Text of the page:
Cellbots are fun to play with for hobbyists, students, or serious developers. To get started you need a robot, and Android phone, and the right software. This guide can help you pick the right match for your skill level and interest.
Pick your robot platform
We have four different robots that work with our most common software options. The easiest out of the box experience is the iRobot Create with a BAM from Element Direct or RooTooth from Sparkfun. With some minor assembly you can try the LEGO MINDSTORMS and with simple tools you can put together something using the VEX Pro (available soon).
If you want to get really advanced you’ll go with a custom robot such as the Arduino based Truckbot or Tankbot. These require some lower level programming and a lot of creativity and possibly soldering. You can get very creating in the shapes and sizes of your robot this way and just need to use the Arduino source file we provide.
Make sure you have a compatible phone
We’ve tested most of our apps on the HTC MyTouch, Motorola Droid, HTC Nexus One, and Samsung Nexus S. As long as the phone is running Android 2.0 or newer it should work with the Bluetooth API’s we use to connect to the robots. Some clever folks have also figured out how to get serial data out of the USB port of some older phones but that tends to be more risky.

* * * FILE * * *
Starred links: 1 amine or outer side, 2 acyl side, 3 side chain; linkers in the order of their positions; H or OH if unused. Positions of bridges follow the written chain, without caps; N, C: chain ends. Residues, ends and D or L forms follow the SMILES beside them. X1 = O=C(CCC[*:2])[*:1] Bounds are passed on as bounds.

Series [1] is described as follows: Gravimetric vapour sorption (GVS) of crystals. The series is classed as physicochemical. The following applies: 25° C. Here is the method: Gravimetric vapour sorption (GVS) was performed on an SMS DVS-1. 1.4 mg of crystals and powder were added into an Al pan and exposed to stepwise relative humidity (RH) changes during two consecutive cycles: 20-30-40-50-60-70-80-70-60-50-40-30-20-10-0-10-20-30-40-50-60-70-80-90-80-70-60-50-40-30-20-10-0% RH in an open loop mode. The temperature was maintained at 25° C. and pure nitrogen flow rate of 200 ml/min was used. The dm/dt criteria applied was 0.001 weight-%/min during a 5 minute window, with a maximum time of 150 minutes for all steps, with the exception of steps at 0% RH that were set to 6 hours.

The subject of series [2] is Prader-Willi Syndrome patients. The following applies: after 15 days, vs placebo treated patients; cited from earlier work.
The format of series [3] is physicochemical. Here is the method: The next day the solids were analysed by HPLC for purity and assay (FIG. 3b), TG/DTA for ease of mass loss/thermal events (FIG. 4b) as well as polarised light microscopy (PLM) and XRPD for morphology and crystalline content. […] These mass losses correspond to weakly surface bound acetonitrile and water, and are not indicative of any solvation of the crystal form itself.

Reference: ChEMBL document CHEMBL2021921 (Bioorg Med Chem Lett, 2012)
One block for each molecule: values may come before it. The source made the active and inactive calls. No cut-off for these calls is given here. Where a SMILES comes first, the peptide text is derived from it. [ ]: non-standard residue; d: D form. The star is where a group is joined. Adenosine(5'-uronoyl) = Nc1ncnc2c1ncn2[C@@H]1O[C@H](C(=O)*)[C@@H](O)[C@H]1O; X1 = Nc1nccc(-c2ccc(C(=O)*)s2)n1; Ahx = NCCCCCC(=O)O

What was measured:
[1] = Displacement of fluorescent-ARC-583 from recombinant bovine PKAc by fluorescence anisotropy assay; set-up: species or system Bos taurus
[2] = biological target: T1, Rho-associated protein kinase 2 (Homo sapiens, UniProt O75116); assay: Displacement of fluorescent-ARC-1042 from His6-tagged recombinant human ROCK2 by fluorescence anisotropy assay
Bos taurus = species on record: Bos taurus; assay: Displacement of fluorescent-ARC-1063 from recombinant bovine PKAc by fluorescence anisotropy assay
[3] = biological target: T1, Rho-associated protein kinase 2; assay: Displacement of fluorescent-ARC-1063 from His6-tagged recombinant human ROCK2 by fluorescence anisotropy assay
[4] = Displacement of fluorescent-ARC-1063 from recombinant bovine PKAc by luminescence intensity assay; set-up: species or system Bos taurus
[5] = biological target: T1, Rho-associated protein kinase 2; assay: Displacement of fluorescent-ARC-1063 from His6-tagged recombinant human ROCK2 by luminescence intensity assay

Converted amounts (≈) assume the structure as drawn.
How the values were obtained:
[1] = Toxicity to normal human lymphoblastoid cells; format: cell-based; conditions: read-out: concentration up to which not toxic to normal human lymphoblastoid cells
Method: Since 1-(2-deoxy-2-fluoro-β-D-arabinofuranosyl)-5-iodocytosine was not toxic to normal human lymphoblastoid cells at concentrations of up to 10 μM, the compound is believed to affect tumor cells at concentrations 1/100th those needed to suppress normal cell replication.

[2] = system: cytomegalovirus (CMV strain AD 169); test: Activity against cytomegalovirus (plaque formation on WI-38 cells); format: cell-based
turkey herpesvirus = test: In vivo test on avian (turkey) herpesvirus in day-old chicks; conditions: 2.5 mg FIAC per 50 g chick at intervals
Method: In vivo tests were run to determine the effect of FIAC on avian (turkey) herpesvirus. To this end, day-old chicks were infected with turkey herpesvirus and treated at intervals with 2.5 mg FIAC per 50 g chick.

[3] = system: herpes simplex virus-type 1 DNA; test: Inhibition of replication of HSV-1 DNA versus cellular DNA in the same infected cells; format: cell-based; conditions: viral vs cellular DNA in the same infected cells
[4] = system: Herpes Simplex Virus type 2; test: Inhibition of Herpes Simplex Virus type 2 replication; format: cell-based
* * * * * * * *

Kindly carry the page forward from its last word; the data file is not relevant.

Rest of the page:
There is some classic code for the NRover platform using Nokia phones and we’ve covered the iPhly project for iPhone. The majority of the Cellbots community has leaned towards Android but source code is welcome for any platform.
Software for your skill level
The last thing you need is to decide on the software platform that matches your programming experience. Download our app from the Market and pair to an iRobot or LEGO MINDSTORMS and you can be having fun with no programming at all. Or you can use App Inventor for Android to drag and drop a custom program using just your browser.
We also offer complete source code in both Java and Python for the more advanced programmers out there. Android’s SDK focuses on the Java developers and allows for rich UI’s and maximum use of the available API’s. The Python library uses the Scripting Layer 4 Android and caters to those who want to write a quick script or two for their robot to do something new and fun.
All of the software packages aren’t currently feature compatible but we have used the Java app on one phone as the remote control to drive a Python brain on another. As long as they are passing the same commands over HTTP, XMPP (chat), or Bluetooth, they should all get along nicely.